RT-qPCR was performed to measure the expression of miR-185-3p in NPC CNE-1, CNE-2, HNE-1, HNE-2 and 5-8F cells (Fig. 1). The results revealed that CNE-2 cells had the lowest miR-185-3p expression and that 5-8F cells had the highest miR-185-3p expression relative to U6. Therefore, these two cell lines were selected to use in subsequent experiments.
An miR-185-3p mimic and negative control (vector) were transfected into CNE-2 cells. A transfection efficiency of 92.2±4.7% was achieved following observation under a fluorescence microscope (Fig. 1A). The expression of miR-185-3p (mimic) was significantly upregulated by 142.8±24.2 times compared with the negative control group (P<0.01; Fig. 2A). The wound healing assay revealed that cell migration was significantly inhibited by miR-185-3p mimic transfection compared with the negative control group (healing rate, 20.7±5.8 vs. 51.0±4.4%; P<0.01; Fig. 2B). The Matrigel invasion assay demonstrated that the number of invading cells was significantly decreased in miR-185-3p mimic-transfected cells compared with the negative control group (29.7±7.1 vs. 62.9±5.7 invading cells; P<0.01; Fig. 2C). These results demonstrate that the overexpression of miR-185-3p significantly inhibits the migration and invasion of NPC cells, suggesting that miR-185-3p expression has an antimetastasis effect.
The transfection efficiency of the miR-185-3p inhibitor was 90.6±5.2% and miR-185-3p expression was significantly inhibited by 78.4±3.6% compared with the negative control group (both P<0.01; Fig. 3A). The wound healing assay demonstrated that cell migration was significantly increased in cells that had been transfected with the miR-185-3p inhibitor compared with the negative control group (healing rate, 46.6±7.8 vs. 17.0±4.4%; P<0.01; Fig. 3B). The Matrigel invasion assay demonstrated that the number of invading cells was significantly increased in the miR-185-3p inhibitor-transfected cells compared with the negative control group (32.2±6.7 vs. 21.0±3.5 invading cells; P<0.05; Fig. 3C). These results indicate that miR-185-3p expression increases the invasion and metastasis of NPC cells.
miRNAs exert their function through their effect on target genes. In a previous study by our group, WNT2B was validated as a target gene of miR-185-3p (15). Thus, the role of WNT2B expression on the invasion and metastasis of NPC was examined by silencing its expression in NPC cells. A WNT2B siRNA and negative control (vector) were transfected into 5-8F cells. Western blot analysis demonstrated that the Wnt2B protein was downregulated in the WNT2B siRNA-transfected cells compared with the control group (Fig. 4A). In addition, the migration ability of 5-8F cells was significantly inhibited in WNT2B siRNA-transfected cells compared with the control group (50.7±6.9 vs. 87.9±7.4%, P<0.01; Fig. 4B). Furthermore, significantly less invading cells were observed in WNT2B-silenced cells compared with the control group (26.4±4.4 vs. 40.4±3.3 invading cells; P<0.01; Fig. 4C). These results demonstrate that silencing of WNT2B, a target gene of miR-185-3p, significantly inhibits the invasion and metastasis of NPC cells.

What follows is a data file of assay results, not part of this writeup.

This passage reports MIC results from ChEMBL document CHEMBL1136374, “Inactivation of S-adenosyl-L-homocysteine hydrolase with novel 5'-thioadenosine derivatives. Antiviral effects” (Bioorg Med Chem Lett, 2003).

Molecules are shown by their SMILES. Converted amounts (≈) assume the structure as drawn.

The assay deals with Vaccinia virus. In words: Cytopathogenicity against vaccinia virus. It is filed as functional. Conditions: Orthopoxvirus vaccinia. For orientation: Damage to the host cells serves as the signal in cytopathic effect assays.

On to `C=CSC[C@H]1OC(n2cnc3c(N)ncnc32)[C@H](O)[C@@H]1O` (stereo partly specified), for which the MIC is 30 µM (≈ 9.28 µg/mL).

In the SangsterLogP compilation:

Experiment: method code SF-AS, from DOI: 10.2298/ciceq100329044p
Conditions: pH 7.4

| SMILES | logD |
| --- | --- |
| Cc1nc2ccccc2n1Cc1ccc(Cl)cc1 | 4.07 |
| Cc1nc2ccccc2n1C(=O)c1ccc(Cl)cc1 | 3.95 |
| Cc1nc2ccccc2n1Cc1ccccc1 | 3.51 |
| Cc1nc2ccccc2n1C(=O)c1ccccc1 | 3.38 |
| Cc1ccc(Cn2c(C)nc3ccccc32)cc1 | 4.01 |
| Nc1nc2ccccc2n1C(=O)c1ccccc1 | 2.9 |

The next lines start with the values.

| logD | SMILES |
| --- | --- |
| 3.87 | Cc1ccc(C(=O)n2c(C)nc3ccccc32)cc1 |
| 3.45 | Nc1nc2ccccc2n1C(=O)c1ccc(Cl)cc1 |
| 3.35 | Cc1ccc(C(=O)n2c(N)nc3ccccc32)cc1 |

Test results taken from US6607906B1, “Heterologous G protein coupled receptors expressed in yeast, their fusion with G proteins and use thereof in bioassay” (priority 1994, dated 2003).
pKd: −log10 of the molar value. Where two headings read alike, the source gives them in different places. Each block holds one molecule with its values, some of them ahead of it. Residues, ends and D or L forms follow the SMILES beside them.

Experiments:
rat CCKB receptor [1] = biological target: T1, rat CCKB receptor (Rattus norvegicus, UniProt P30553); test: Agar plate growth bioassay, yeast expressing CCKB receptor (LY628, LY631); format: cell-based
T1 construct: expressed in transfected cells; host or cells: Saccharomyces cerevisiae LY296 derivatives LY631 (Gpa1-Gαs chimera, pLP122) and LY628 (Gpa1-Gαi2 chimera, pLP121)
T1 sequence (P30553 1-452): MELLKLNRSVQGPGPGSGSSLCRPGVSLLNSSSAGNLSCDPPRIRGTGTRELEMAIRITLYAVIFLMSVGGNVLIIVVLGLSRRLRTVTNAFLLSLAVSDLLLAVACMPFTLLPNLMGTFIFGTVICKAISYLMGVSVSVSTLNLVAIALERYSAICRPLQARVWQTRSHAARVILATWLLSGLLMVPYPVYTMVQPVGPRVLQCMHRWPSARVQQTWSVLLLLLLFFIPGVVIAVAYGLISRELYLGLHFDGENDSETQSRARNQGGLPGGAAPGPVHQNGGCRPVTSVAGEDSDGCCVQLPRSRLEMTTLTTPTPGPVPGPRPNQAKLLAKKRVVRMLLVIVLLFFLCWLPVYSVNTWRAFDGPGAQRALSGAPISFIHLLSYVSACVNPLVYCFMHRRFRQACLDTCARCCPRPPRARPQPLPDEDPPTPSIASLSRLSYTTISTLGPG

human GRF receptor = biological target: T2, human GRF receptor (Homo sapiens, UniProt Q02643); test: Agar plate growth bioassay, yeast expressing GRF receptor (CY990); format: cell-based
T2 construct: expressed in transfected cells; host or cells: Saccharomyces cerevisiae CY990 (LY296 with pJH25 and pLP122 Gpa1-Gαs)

To further investigate the effects of miR-185-3p and WNT2B on the invasion and metastasis of NPC, WNT2B-targeting siRNA was transfected into 5-8F cells that had also been transfected with an miR-185-3p inhibitor. Cells were also transfected with the vector or miR-185-3p inhibitor alone. The wound healing assay revealed that the significantly increased ability for cell migration following transfection with the miR-185-3p inhibitor (P<0.01 vs. the vector control group) was significantly reversed through WNT2B silencing (healing rate, 63.0±5.5% vs. 29.7±5.1%; P<0.01) (Fig. 5A). The Matrigel invasion assay demonstrated that the significantly increased number of invading cells following miR-185-3p inhibitor transfection (P<0.01 vs. the vector control group) could be significantly reversed by silencing WNT2B (62.9±5.5 vs. 29.6±5.1; P<0.01) (Fig. 5B). These results demonstrate that the downregulation of miR-185-3p, which promotes the invasion and metastasis of NPC cells, could be partially reversed through the silencing of WNT2B.
Understanding the molecular mechanisms underlying NPC invasion and metastasis is essential for the development of improved therapeutic strategies to treat patients with NPC. With the development of functional genomics, tumour regulatory factors, such as miRNAs, have gradually attracted more attention. miRNAs have been reported to serve an important role in various malignant behaviours, including the invasion and metastasis of NPC (17). A previous study by our group on NPC radioresistance-associated miRNA profiles revealed that miR-185-3p was downregulated in NPC radioresistant cells. Additionally, it was confirmed that miR-185-3p could regulate the radioresistance of NPC by targeting WNT2B in vitro (15,18). The results of the present study indicate that miR-185-3p can target WNT2B to affect the invasion and metastasis of NPC cells. This has aided in the elucidation of the complex molecular mechanisms underlying the invasion and metastasis of NPC.